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How does one infer the dynamics of a DNA minicircle in solution? How does one align the neuronal firing patterns of several neurons across individuals? These questions are intrinsically statistical, but nevertheless escape the traditional tools of statistics. The ComplexData project investigated such questions from a mathematical and an applied context.
Being able to generate human tissue in vitro in a dish is expected to revolutionise biomedical research. European researchers generated brain organoids to study the mechanisms of various neurological disorders and discover novel drugs to treat them.
CRISPR is a widely used molecular biology tool exploiting an immune process discovered in bacteria. Dr David Bikard studies CRISPR in bacterial cells, in conjunction with different DNA repair systems, to create even newer tools. He hopes to gain insight into bacterial genetics, and develop increasingly effective medical treatments.
Originally published in May 2015
Updated in July 2018
With an aging population, Europe sees a rapid increase in the number of people affected by visual disorders requiring surgical intervention. Building on the recent advances in robotic assistance in surgery as well as in precisely targeted drug delivery therapies, Prof. Bradley Nelson has designed innovative microrobotics tools to overcome the particular difficulty of manual-performed eye surgery.
Prof. Giulio Superti-Furga and his team work on understanding the movement of molecules across human cells. In a paper recently published on Cell Host & Microbe, they outline the significance of a single protein, SLC4A7, in phagocytosis, the body's first line of defence against infection. These results, however, go beyond the context of infectious diseases, with repercussions on our knowledge of processes like inflammation and cancer.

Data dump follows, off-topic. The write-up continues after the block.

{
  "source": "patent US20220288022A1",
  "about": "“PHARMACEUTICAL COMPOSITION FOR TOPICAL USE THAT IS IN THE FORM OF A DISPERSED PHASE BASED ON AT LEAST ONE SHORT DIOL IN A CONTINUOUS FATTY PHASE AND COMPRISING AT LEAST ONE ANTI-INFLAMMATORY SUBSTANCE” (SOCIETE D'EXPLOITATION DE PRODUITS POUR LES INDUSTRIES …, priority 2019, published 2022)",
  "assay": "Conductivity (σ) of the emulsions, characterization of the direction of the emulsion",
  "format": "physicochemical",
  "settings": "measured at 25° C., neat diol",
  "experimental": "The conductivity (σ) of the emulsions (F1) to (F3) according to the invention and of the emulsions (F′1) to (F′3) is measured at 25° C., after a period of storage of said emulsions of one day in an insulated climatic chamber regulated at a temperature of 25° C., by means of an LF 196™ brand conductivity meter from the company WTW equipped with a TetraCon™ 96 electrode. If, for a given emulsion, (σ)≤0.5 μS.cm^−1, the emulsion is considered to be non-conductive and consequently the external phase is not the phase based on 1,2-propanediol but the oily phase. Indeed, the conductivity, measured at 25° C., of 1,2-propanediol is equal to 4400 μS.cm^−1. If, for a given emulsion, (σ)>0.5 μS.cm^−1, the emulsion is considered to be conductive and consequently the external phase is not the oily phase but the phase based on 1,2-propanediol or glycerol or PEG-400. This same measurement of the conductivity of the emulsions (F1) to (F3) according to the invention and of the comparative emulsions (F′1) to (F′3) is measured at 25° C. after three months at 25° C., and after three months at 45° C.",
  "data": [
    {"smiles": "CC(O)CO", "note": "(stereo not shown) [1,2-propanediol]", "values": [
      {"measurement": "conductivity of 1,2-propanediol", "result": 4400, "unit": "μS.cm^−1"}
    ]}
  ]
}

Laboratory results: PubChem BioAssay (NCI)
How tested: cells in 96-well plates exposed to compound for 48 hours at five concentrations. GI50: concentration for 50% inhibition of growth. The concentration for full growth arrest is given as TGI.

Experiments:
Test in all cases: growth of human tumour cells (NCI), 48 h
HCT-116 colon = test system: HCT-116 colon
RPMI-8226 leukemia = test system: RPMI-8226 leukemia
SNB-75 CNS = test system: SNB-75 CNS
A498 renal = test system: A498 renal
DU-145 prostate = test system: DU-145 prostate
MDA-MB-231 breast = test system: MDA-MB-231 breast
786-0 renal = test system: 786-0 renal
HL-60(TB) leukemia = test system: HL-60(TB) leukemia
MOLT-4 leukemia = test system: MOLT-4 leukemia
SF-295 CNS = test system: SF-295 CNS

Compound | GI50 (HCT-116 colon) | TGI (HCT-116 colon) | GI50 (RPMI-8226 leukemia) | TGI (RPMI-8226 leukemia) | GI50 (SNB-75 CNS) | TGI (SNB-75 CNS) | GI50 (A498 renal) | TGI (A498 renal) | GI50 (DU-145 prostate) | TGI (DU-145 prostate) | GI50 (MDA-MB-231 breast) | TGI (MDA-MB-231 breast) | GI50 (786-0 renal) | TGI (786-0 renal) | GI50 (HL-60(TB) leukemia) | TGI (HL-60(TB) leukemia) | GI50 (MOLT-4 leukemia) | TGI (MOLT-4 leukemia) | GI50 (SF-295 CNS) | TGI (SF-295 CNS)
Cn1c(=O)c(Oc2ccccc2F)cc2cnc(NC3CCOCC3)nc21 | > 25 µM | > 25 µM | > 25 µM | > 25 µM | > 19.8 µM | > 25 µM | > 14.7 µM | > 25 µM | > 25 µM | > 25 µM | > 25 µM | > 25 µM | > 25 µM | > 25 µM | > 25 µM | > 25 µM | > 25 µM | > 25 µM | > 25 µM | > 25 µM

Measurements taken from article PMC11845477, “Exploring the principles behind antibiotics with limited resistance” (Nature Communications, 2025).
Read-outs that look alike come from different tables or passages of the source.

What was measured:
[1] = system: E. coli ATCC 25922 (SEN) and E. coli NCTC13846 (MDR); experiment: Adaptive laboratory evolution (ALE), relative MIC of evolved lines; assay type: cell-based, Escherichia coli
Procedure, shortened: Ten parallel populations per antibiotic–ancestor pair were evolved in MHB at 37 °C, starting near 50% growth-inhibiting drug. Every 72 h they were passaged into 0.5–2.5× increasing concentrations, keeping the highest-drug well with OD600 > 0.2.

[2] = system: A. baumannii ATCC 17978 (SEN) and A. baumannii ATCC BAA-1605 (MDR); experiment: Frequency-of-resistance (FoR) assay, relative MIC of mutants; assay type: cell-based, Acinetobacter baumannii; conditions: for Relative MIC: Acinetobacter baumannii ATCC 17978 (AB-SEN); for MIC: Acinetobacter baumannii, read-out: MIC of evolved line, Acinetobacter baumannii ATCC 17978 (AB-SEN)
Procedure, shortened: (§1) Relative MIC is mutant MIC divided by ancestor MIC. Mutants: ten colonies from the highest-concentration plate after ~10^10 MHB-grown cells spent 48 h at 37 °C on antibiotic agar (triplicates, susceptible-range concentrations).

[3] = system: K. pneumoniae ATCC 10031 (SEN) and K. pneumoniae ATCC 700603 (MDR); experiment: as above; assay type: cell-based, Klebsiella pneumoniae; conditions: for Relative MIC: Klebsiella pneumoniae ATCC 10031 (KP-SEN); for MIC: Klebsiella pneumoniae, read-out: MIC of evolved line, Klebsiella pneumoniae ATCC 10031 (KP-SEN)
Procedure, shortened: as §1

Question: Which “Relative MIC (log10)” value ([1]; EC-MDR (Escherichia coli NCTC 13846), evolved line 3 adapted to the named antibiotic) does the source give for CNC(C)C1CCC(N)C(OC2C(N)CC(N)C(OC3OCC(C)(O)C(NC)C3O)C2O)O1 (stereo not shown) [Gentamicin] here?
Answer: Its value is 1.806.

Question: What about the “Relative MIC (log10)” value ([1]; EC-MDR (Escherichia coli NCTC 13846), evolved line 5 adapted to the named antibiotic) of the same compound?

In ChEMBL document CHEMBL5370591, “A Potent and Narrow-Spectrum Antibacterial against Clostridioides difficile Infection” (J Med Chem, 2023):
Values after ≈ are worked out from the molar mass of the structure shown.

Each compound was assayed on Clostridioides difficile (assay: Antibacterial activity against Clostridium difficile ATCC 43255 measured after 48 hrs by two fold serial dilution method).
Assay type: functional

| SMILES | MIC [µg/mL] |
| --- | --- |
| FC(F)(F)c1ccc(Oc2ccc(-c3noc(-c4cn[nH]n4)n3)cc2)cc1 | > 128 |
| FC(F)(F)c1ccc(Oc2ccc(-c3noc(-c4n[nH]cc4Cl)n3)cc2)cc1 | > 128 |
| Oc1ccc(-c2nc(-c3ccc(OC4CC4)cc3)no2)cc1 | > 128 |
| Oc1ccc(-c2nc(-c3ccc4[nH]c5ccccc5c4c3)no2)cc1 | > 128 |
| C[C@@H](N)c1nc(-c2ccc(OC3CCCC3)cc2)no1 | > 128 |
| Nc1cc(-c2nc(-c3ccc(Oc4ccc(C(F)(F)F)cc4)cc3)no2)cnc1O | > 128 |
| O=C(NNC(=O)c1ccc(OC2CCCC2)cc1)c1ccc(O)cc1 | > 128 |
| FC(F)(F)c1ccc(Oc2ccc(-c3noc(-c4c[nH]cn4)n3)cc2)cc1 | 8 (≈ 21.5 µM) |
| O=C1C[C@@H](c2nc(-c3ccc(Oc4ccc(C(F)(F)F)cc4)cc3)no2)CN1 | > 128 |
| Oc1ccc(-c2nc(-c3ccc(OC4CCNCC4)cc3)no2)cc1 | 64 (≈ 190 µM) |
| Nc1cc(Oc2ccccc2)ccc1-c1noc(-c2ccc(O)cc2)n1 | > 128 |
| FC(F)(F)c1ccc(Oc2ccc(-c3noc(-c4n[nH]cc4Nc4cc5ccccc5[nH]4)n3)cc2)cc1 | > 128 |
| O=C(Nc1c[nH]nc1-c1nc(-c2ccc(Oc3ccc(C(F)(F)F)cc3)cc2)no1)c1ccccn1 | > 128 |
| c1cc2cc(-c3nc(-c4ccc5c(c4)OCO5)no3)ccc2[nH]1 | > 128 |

Dr Joaquim Alves Gaspar is a man of the sea. After many years in the Portuguese Navy, he gave up plans to become an admiral in favour of pursuing a PhD in the History of Cartography. This second career led him to receive an ERC Starting Grant, the first awarded in this budding discipline. With his highly multidisciplinary team (he likes to say that, to work with him, one must be a mathematician fluent in Latin), and the experience obtained as a navigator and navigational instructor, Dr Gaspar hopes to understand how and when the first nautical charts were created. The MEDEA-CHART team is the best place in Portugal, and probably in the world, to study the history of nautical cartography, hoping that this work will provide the domain with its rightful recognition within world history.
Emulsions play a key role both in natural and industrial processes, as they allow the combination of two liquids that do not normally mix and make the blend stable. Yet, when materials solidify or freeze, the complex interactions that take place and affect the final microstructure of the solidified components, are still poorly understood. ERC grantee Sylvain Deville and his team at CNRS have showed that it is possible to use an optical imaging technique to study the freezing of emulsions while the process takes place, a novel method presented in the prestigious journal Science.
Everyone who has ever been stuck in traffic knows how frustrating and time-wasting it can be. ERC grantee Carlos Canudas de Wit is working on a global approach to improve traffic management systems using the new technologies and innovations that have not yet been fully exploited.
Severe traffic jams not only have an impact on mobility, they also raise environmental and health issues linked to fuel consumption and air and noise pollution. Prof. Ludovic Leclercq is developing new traffic control models that could tackle road congestion while integrating a green dimension.
The increase of carbon dioxide (CO2) in the atmosphere as a result of human activity is impacting the natural carbon cycle, modifying how the element travels between land and atmosphere. How will our future climate impact this exchange? How will ever-growing concentrations of greenhouse gases influence future biosphere CO2 fluxes? The answer may lie at our feet; in the soil beneath us.